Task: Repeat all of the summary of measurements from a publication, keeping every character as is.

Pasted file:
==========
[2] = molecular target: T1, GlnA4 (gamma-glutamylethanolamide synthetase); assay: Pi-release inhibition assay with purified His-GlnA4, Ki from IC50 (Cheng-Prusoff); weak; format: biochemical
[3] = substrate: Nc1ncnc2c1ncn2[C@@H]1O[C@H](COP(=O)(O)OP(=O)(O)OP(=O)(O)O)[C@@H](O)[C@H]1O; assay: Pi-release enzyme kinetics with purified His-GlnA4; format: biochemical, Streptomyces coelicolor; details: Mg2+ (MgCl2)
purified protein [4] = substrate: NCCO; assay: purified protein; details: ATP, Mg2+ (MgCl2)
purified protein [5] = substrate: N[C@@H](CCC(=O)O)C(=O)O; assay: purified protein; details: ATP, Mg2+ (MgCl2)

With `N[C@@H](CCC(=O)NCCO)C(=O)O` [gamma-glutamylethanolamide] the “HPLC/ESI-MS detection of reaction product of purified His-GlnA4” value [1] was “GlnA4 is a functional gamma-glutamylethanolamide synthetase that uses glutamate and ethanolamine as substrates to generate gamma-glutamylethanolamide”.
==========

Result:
[2] = molecular target: T1, GlnA4 (gamma-glutamylethanolamide synthetase); assay: Pi-release inhibition assay with purified His-GlnA4, Ki from IC50 (Cheng-Prusoff); weak; format: biochemical
[3] = substrate: Nc1ncnc2c1ncn2[C@@H]1O[C@H](COP(=O)(O)OP(=O)(O)OP(=O)(O)O)[C@@H](O)[C@H]1O; assay: Pi-release enzyme kinetics with purified His-GlnA4; format: biochemical, Streptomyces coelicolor; details: Mg2+ (MgCl2)
purified protein [4] = substrate: NCCO; assay: purified protein; details: ATP, Mg2+ (MgCl2)
purified protein [5] = substrate: N[C@@H](CCC(=O)O)C(=O)O; assay: purified protein; details: ATP, Mg2+ (MgCl2)

With `N[C@@H](CCC(=O)NCCO)C(=O)O` [gamma-glutamylethanolamide] the “HPLC/ESI-MS detection of reaction product of purified His-GlnA4” value [1] was “GlnA4 is a functional gamma-glutamylethanolamide synthetase that uses glutamate and ethanolamine as substrates to generate gamma-glutamylethanolamide”.